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UX Design vs Product Design: How to Answer Product Design Questions in a PM Interview 

“What would you say is the difference between UX and product design?” This is one of the trickiest product design interview questions to answer as a Product Manager. The two functions overlap frequently and Product Managers collaborate often with UX Designers — hence the confusion between UX Design vs Product Design. 

Lucky for you, we have formulated a way for you to answer this question in the best way. Your response should have three parts:

  • Part one: The set-up — how to introduce your answer. 
  • Part two: The examples —different illustrations you can give your interviewer. 
  • Part three: The follow-up — how to re-engage your interviewer after providing them with examples. 

Why this structure? Our members using the template have consistently seen great success. We’ll also analyze some job descriptions and trends that support it. 

Let’s get into it and get you this Product Manager job. 

What’s the Difference Between UX Design and Product Design? 

While we don’t advocate depending only on one framework for Product Manager interview questions and answers, they can help you provide the groundwork for your response. Here’s the template we’ve found works best with this product design question and a breakdown of why we decided to take this approach. 

Part 1: The Set-Up 

It’s funny that you asked me this question because I have a lot of friends that are UX designers and product designers, and the arguments that they get into sometimes about this topic can get heated. 

I have read that they are two different roles, but the reality is there is a lot of overlap and organizations are increasingly mixing the two roles. Let me explain.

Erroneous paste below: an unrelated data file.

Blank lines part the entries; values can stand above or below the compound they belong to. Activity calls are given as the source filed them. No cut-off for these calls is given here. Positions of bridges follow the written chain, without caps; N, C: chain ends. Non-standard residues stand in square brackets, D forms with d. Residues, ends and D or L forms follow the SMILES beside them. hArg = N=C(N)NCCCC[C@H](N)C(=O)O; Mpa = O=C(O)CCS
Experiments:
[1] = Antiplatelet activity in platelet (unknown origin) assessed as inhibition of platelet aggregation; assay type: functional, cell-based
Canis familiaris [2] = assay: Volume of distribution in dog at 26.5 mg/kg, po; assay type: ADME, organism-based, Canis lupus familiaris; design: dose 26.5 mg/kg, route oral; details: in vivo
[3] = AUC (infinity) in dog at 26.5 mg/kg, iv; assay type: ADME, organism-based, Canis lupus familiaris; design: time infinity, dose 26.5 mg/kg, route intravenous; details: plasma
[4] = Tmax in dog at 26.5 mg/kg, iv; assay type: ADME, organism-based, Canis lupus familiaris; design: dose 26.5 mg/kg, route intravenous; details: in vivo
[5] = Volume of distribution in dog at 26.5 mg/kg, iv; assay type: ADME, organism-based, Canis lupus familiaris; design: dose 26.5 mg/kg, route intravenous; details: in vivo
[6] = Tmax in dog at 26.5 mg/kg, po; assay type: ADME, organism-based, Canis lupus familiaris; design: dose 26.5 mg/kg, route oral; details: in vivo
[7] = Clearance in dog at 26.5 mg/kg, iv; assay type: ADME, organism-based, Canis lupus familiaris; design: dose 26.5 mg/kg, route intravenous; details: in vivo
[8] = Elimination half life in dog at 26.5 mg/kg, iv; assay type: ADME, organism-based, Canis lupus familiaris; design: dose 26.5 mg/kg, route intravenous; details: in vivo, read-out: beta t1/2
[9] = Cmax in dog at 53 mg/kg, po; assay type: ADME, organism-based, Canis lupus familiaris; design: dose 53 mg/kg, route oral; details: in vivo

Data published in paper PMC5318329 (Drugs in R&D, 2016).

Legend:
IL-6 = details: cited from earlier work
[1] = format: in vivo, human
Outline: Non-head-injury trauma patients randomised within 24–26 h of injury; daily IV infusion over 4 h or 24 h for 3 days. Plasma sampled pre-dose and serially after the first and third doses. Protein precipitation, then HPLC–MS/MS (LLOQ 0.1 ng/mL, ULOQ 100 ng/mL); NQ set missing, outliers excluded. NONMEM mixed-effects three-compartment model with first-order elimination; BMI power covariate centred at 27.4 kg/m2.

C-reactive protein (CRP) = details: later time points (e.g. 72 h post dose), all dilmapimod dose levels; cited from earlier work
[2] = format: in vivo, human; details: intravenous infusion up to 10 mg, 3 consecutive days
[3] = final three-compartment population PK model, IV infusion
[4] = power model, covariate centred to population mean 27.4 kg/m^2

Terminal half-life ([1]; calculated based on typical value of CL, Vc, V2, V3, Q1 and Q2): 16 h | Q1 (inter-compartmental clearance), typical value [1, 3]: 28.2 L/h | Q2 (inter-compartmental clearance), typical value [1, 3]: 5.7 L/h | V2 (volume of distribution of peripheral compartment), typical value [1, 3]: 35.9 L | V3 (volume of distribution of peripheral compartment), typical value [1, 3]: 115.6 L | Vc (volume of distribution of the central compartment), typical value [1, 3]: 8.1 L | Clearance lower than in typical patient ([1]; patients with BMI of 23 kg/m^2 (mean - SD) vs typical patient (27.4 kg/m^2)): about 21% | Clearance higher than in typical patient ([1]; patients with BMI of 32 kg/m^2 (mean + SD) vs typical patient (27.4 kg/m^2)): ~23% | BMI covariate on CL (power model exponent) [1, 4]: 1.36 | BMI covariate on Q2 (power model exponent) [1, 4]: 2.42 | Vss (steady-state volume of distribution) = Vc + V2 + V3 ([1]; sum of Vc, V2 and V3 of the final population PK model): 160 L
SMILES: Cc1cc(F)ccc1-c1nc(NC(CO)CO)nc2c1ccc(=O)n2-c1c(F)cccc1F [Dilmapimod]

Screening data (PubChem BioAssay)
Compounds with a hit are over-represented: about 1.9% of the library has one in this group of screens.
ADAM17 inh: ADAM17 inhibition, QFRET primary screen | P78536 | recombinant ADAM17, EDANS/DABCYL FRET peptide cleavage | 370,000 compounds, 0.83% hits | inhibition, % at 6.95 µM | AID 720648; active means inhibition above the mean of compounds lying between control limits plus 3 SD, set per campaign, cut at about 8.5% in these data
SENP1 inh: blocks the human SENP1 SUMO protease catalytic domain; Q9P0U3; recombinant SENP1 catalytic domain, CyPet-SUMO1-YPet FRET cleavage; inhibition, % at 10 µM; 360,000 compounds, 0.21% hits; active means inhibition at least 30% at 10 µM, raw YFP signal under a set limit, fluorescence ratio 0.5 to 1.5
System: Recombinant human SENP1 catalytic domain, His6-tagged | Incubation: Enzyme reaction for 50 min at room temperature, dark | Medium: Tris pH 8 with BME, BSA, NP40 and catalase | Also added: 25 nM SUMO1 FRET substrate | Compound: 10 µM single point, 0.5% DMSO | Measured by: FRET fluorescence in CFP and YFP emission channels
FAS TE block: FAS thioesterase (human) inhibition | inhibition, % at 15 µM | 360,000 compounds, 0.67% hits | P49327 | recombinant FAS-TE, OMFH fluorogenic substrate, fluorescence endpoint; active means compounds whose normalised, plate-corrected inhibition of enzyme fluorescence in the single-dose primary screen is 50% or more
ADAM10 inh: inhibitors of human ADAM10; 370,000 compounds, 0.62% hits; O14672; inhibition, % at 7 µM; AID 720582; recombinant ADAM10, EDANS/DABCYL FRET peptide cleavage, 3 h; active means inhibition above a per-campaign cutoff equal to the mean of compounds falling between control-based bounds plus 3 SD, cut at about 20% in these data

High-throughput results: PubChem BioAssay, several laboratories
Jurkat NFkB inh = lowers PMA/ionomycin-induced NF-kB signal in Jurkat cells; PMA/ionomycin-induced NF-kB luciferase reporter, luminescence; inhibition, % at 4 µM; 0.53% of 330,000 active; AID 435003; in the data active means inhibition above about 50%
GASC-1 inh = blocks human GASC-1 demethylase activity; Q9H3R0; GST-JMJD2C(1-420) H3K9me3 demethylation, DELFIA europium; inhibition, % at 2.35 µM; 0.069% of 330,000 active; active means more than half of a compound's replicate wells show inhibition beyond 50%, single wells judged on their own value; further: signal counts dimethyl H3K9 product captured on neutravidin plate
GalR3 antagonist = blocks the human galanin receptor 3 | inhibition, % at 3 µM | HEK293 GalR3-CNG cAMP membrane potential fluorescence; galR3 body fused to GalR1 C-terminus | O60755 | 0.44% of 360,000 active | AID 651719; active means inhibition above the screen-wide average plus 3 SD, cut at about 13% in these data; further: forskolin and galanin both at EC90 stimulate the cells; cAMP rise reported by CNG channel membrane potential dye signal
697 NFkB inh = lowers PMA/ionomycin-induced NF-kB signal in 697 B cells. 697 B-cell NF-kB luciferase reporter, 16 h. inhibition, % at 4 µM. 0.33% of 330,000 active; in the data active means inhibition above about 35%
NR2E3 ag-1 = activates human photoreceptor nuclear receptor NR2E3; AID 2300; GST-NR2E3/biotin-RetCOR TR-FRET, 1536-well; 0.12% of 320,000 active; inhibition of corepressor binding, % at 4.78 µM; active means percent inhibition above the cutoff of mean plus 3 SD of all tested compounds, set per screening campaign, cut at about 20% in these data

Setting up your answer this way instead of going straight into answer mode is great because it adds a bit of humor to the conversation. Having talked to many candidates already, interviewers are easily bored by interviews that take place like interrogations. Keeping it light with conversations like these makes your session more engaging and memorable. 

At the same time, this setup is a way to establish common ground with your interviewer. You’re most likely going to have this conversation with somebody in the industry and the more they feel like they can relate to your answer, the better the rapport you will create. The rest of your answer will be better received if the interviewer feels like you are part of the tribe. 

Part 2: Examples 

Now is the time to prove that you have a concrete understanding of what you are talking about. 

Let’s start with what UX design vs product design have in common. 

Example one: 

“So both UX design and product design adhere to the same design thinking principles of define, discover, ideate, validate and all that other good stuff, right?” 

Now I’ve heard product designers say UX designers focus on the needs of the users, while product designers need to focus on the needs of the user and the business. But, I have many UX designer friends who argue that they do that too. 

Any time you have positives and negatives — in this case, similarities and differences — it’s always best to start with the similarities to keep the positivity going after your setup. Presenting your answer like this also shows that you are knowledgeable on the subject and so does using industry lingo. 

Notice also that the answer is presented as a general sentiment. You never want to take a side or present something as your own opinion, so play the role of a politician by avoiding phrases like, “in my opinion”, “this is what I think/feel”, or “what I know to be true”. Taking a solid stand is risky because your interviewer may hold a different opinion and will “fail” you immediately. 

Example two: 

I have also heard UX designers say they spend most of their time developing products before launch, while product designers spend most of their time updating products that have already been launched. 

I came across a blog that said the difference in UX design vs product design is not what they do, they do the exact same thing, but the difference is when.